So one of our readers asked us this question the other day, Why aren’t the assassinations of James A. Garfield and William McKinley discussed as much as those of Lincoln and Kennedy?
Lincoln’s assassination is so widely discussed because of his place in American culture. Many consider him to be the best president we’ve ever had, due in no small part to his guiding the country through the most important event in American history (maybe the entirety of it, but definitely since the Revolution): the Civil War. No topic has been poured over by American historians as much as the Civil War, and it’s impossible to discuss without including Lincoln’s assassination. Add in the fact that he was killed by John Wilkes Booth, one of the most recognized actors of the day (imagine the media frenzy if Obama were assassinated by Tom Cruise) and you have an extra layer of fascination and weirdness. But with the backdrop of the Civil War and Lincoln’s death helping to shape the next 30 years of American policy, it’s easy to see why people can’t get enough of that tragic story.
Kennedy’s assassination is so fascinating for a number of reasons, chief among them is that it happened in the modern era. While historians have nothing to go on with the Lincoln/Garfield/McKinley assassinations but artists renderings and eyewitness accounts, Kennedy’s assassination was caught on tape. Nearly everyone has seen the footage at some point. Then we have the conspiracy factor where no one is exactly sure what happened, how Oswald was himself killed before he could testify or provide any real clues, how a number of people had an axe to grind with Kennedy (from the mafia to Castro to maybe LBJ himself), etc. and you’re left with quite the unsolved mystery. Also much like Lincoln, Kennedy’s sudden death played an enormous role in shaping American policy and who would follow him as commander in chief over the next 20 years or so.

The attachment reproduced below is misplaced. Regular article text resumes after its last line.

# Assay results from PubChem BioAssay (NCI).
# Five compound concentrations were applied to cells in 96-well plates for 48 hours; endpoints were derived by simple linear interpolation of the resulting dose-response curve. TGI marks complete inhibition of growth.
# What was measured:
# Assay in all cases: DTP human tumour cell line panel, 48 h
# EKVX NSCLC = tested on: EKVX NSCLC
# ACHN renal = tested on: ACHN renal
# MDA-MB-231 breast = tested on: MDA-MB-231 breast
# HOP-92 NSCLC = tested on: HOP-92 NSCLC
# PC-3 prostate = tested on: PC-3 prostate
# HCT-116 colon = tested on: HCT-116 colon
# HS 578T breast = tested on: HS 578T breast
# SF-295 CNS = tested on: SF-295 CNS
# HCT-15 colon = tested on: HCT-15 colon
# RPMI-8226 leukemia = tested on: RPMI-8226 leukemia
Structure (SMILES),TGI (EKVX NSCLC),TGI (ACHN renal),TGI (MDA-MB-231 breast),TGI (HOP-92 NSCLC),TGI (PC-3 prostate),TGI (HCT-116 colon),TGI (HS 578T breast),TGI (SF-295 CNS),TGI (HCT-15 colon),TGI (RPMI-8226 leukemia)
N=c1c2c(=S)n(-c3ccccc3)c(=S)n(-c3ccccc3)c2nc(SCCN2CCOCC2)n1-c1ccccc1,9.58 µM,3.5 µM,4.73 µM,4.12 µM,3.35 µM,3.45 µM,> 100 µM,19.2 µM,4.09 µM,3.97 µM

The assassinations of Garfield and McKinley, however, lack these kinds of backdrops that would give them relevance in popular culture like the deaths of Lincoln and Kennedy. It’s not exactly fair to say they died during a “lull” in American history (1870-1915 or so, between the Civil and Great War), but they weren’t killed with enormous backdrops behind them like the conclusion of the Civil War, or right between the Cuban Missile Crisis and early intervention into Vietnam. There’s no juicy mystery/possible conspiracy into the deaths of Garfield or McKinley like we have with Kennedy, nor is there hours of photo or video evidence to dive into. And it’s also much harder to argue that the sudden loss of Garfield or McKinley sharply changed American history – Lincoln’s untimely demise greatly affected Reconstruction, and Kennedy’s death greatly affected how we entered Vietnam and also tackled domestic issues like civil rights and LBJ’s Great Society efforts. You’ll have a much harder time arguing that Garfield or McKinley’s assassinations created new circumstances that would not have happened otherwise (for example, McKinley’s death opened the door for Teddy Roosevelt to become president, but he was such a force of personality that it may well have happened anyway with subsequent events remaining largely unchanged).
In short, we discuss Lincoln’s death so much because he was so important to American history. We discuss Kennedy’s assassination so much because people love conspiracies and because it happened so recently with tons of video evidence to examine. Meanwhile, the deaths of Garfield/McKinley did not sharply affect American history in the way that Lincoln/Kennedy did, and they presided over less “exciting” times, so they unfortunately are more likely to be left in history’s dustbin.